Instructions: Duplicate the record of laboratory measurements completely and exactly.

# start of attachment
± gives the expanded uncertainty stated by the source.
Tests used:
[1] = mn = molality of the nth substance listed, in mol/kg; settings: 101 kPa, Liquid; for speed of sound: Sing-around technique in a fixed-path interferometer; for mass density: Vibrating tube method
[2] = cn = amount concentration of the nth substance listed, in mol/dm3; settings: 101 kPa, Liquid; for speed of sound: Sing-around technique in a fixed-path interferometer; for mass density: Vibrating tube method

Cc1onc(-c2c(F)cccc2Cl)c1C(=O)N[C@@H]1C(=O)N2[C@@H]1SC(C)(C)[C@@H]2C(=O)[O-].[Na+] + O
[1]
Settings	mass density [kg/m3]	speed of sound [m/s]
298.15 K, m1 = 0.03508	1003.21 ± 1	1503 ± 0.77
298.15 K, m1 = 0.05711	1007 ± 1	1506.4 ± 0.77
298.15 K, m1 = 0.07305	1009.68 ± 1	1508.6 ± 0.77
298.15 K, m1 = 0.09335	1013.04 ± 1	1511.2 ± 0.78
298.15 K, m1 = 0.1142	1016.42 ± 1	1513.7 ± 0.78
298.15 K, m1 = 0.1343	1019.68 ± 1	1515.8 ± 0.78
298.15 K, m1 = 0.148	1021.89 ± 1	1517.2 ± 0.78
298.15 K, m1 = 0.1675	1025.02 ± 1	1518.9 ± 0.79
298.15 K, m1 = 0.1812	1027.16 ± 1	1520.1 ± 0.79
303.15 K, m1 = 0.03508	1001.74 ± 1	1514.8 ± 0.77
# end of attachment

± gives the expanded uncertainty stated by the source.
Tests used:
[1] = mn = molality of the nth substance listed, in mol/kg; settings: 101 kPa, Liquid; for speed of sound: Sing-around technique in a fixed-path interferometer; for mass density: Vibrating tube method
[2] = cn = amount concentration of the nth substance listed, in mol/dm3; settings: 101 kPa, Liquid; for speed of sound: Sing-around technique in a fixed-path interferometer; for mass density: Vibrating tube method

Cc1onc(-c2c(F)cccc2Cl)c1C(=O)N[C@@H]1C(=O)N2[C@@H]1SC(C)(C)[C@@H]2C(=O)[O-].[Na+] + O
[1]
Settings	mass density [kg/m3]	speed of sound [m/s]
298.15 K, m1 = 0.03508	1003.21 ± 1	1503 ± 0.77
298.15 K, m1 = 0.05711	1007 ± 1	1506.4 ± 0.77
298.15 K, m1 = 0.07305	1009.68 ± 1	1508.6 ± 0.77
298.15 K, m1 = 0.09335	1013.04 ± 1	1511.2 ± 0.78
298.15 K, m1 = 0.1142	1016.42 ± 1	1513.7 ± 0.78
298.15 K, m1 = 0.1343	1019.68 ± 1	1515.8 ± 0.78
298.15 K, m1 = 0.148	1021.89 ± 1	1517.2 ± 0.78
298.15 K, m1 = 0.1675	1025.02 ± 1	1518.9 ± 0.79
298.15 K, m1 = 0.1812	1027.16 ± 1	1520.1 ± 0.79
303.15 K, m1 = 0.03508	1001.74 ± 1	1514.8 ± 0.77